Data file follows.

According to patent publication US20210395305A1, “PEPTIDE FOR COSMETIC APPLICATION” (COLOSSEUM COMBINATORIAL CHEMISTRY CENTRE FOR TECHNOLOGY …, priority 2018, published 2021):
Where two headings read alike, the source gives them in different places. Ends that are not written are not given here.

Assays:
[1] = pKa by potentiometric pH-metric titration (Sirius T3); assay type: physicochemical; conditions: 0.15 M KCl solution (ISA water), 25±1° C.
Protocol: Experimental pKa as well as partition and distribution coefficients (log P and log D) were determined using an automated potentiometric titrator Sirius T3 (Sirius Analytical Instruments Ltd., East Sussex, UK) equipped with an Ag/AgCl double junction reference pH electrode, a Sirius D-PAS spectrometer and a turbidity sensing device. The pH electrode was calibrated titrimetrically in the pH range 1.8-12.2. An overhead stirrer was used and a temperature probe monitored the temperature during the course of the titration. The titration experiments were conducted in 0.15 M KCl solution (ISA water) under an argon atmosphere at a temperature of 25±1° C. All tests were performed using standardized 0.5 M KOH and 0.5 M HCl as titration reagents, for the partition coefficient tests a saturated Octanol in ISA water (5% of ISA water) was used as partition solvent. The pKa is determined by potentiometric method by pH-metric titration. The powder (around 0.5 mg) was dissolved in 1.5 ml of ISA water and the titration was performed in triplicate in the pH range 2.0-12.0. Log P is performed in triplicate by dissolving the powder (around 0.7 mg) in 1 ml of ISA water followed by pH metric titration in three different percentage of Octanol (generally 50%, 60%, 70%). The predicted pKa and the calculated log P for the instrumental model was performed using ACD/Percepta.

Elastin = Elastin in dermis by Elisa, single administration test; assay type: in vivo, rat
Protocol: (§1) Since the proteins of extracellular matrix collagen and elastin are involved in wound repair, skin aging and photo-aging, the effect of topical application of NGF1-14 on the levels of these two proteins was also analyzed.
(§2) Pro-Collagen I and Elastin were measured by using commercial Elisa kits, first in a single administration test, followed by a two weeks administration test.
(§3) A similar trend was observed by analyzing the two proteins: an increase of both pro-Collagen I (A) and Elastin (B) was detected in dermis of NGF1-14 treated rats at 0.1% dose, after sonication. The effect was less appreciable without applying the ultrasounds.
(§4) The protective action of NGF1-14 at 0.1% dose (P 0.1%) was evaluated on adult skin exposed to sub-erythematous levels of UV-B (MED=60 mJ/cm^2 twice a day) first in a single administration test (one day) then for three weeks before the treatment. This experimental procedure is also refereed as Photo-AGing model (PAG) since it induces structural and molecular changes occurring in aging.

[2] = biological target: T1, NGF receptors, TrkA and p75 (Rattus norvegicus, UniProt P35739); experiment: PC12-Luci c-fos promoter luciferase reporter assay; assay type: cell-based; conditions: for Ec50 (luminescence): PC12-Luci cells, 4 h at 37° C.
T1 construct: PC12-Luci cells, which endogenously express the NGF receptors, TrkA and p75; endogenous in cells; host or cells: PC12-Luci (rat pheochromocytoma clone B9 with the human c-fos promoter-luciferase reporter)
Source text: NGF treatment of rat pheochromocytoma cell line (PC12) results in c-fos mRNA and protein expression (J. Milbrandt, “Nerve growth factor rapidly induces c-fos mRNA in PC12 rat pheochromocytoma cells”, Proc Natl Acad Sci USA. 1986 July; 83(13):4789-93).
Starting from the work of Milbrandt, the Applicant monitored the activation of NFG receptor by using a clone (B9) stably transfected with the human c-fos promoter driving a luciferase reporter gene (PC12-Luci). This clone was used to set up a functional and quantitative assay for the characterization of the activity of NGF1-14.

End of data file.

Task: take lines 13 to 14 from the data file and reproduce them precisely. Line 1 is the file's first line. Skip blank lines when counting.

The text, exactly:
Source text: NGF treatment of rat pheochromocytoma cell line (PC12) results in c-fos mRNA and protein expression (J. Milbrandt, “Nerve growth factor rapidly induces c-fos mRNA in PC12 rat pheochromocytoma cells”, Proc Natl Acad Sci USA. 1986 July; 83(13):4789-93).
Starting from the work of Milbrandt, the Applicant monitored the activation of NFG receptor by using a clone (B9) stably transfected with the human c-fos promoter driving a luciferase reporter gene (PC12-Luci). This clone was used to set up a functional and quantitative assay for the characterization of the activity of NGF1-14.